I am sure there are many writers who are extremely productive—efficiently and expeditiously creating masterful works of writing within self-imposed deadlines. Writers who set a word or page count and meet it every time, writers who don’t postpone writing for inadequate reasons.
I am not this writer.
And, I’m not alone.
Many of us, in our honest moments, will admit that 35 percent of our time writing is spent cruising social media sites, 25 percent to sending emails, 15 percent to doing household chores, 20 to editing, and 5 percent to writing.
It’s funny because it’s true. Well, on some days. So, does this mean that many writers are lazy?
No. It means that writers tend to procrastinate.
The following are some of the reasons why:
Lack of Ideas: Even the most creative writer can suffer from writer’s block. And it’s often easier for writers to run from it then face it.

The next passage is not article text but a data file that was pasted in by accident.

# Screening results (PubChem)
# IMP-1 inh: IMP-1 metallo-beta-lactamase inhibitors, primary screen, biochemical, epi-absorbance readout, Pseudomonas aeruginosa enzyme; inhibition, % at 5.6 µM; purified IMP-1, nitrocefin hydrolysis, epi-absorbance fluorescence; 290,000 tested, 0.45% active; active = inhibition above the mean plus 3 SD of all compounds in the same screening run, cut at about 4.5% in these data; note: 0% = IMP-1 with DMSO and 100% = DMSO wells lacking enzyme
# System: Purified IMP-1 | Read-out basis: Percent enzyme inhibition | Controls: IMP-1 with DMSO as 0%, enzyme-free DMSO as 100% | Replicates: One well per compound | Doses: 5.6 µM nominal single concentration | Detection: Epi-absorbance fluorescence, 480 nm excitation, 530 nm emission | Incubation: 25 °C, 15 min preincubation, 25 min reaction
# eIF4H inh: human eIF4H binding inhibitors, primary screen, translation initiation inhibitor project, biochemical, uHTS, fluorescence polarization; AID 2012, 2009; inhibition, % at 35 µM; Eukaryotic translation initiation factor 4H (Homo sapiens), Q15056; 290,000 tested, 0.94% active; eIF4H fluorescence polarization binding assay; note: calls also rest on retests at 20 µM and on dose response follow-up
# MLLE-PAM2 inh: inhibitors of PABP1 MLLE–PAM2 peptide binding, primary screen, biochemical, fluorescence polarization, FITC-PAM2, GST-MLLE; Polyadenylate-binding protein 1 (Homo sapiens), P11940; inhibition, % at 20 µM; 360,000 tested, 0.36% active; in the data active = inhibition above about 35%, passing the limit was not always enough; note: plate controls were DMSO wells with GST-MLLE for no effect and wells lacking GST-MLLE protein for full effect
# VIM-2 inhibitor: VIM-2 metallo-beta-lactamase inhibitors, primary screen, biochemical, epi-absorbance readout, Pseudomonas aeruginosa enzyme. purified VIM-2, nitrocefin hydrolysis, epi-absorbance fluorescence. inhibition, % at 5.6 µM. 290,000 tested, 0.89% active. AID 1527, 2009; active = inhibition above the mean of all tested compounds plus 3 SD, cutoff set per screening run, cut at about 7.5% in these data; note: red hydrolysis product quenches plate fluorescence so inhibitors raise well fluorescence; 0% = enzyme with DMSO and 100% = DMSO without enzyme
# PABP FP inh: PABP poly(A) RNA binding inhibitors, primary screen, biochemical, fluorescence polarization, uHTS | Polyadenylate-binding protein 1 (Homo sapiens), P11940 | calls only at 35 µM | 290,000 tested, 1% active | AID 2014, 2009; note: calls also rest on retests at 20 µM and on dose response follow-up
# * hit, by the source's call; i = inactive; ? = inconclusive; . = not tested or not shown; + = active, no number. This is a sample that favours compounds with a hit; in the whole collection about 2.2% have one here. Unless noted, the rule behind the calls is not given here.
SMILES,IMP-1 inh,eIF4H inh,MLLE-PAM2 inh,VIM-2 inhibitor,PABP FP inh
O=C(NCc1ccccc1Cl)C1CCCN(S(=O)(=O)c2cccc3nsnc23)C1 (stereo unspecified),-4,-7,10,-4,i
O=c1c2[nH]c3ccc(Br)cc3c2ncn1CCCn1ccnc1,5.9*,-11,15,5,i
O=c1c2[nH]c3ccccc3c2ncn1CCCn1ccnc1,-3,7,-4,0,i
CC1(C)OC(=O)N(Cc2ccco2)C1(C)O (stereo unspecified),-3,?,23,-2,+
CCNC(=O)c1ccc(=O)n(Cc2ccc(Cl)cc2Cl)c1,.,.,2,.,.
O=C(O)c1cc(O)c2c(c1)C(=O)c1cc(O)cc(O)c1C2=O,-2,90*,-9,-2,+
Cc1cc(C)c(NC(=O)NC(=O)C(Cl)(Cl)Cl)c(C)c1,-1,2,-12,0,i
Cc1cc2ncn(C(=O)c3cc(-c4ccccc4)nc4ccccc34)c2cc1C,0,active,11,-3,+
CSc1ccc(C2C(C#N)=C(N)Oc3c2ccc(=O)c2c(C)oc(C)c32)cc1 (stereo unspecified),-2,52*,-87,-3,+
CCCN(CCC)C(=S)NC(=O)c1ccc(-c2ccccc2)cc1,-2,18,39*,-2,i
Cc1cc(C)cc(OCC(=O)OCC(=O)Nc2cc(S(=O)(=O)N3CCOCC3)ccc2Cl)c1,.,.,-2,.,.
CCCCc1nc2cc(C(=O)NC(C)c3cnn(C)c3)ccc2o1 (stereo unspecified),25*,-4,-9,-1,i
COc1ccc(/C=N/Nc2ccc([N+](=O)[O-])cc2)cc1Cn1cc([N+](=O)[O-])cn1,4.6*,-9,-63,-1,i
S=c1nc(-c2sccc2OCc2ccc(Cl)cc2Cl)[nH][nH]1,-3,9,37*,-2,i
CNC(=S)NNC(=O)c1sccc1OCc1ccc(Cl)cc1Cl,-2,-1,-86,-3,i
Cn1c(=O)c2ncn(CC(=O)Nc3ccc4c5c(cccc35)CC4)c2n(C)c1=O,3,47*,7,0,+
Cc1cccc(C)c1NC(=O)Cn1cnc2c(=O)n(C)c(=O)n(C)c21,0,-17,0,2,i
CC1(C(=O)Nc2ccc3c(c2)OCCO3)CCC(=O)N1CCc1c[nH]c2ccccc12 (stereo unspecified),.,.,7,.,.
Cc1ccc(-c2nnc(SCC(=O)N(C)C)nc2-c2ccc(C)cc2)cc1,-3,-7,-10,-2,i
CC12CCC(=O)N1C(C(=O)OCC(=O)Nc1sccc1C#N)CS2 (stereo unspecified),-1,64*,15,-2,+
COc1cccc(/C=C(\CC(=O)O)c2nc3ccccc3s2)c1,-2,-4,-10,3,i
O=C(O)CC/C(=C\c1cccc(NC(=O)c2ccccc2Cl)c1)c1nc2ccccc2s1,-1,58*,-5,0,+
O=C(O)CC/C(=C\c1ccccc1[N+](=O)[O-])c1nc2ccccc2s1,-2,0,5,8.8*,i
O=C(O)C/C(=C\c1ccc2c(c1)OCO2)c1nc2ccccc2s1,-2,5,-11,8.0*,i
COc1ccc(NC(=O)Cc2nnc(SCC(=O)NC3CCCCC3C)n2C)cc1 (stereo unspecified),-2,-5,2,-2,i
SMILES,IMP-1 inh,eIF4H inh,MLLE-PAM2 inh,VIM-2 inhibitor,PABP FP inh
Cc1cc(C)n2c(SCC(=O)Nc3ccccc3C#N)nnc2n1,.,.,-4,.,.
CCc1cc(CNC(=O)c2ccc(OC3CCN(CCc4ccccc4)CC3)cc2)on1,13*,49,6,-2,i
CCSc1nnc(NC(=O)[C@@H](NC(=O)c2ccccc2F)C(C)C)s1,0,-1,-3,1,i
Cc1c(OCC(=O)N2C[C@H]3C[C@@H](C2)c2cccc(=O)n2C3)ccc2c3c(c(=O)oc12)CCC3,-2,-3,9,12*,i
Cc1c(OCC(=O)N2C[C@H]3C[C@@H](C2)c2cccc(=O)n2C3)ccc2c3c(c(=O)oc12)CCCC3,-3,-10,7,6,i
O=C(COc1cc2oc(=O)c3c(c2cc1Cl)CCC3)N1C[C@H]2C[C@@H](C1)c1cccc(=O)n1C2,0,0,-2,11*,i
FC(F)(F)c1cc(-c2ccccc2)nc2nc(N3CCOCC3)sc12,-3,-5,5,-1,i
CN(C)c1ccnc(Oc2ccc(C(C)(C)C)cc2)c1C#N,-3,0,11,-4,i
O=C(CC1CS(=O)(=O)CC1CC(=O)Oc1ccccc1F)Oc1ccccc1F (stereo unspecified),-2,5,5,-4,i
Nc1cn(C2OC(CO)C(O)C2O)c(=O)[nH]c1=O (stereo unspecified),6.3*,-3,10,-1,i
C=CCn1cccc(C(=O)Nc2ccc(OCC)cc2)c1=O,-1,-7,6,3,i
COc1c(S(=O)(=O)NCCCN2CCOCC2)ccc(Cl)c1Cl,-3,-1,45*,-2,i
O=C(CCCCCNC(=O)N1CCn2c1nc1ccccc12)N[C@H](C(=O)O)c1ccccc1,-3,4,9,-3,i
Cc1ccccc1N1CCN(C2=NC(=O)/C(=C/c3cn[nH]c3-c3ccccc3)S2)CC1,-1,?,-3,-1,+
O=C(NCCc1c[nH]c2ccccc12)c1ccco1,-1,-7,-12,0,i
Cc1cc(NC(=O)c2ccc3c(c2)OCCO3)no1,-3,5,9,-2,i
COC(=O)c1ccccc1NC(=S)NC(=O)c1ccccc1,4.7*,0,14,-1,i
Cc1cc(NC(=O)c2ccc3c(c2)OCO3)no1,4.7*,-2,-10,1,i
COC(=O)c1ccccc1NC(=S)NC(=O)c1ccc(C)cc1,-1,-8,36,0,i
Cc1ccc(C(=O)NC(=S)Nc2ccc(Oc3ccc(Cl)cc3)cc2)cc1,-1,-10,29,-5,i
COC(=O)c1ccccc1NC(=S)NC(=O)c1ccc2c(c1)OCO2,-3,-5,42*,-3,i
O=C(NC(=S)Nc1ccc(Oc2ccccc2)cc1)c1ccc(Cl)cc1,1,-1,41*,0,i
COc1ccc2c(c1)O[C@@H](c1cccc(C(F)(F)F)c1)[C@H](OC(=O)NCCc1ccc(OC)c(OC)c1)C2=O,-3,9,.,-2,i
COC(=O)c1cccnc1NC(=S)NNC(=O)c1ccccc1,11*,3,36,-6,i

Fear of Being Revealed: Even the most popular writers fear that they will be exposed as a fraud. The worry that your audience will realize that you aren’t as good as they previously believed can cause many writers to put off writing.
Listening to The Voices in Your Head: Even focused writers hear negative voices in their heads. The voices that whisper (occasionally scream) that everything you write is awful, sucks and is doomed to fail.
Distractions: Even well paid, professional writers work from home. This perk, however, comes with a lot of distractions including laundry, dishes, and that damned TV.
Page Intimidation: Even the most confident writer is, at some point, intimidated by a big, blank, white page, which is followed only by a hundred more. The struggle is real—writers avoid it by not engaging in it. No big blank page equals no intimidation.
Perfectionist: Even the writers who can easily fill a page, edit a line, and meet a deadline become stalled in trying to perfect their work. Because there are million ways to tell a story, craft a paragraph, and perfect a sentence—many writers run from the effort.
I know that many of you are nodding your heads. You’ve been there. You’re there now.
A blank page blinks as your story waits to be told. You know you procrastinate. And now you know some of the reasons why.
Read next week’s post to find out how to stop!
Thank you for reading. I look forward to your comments.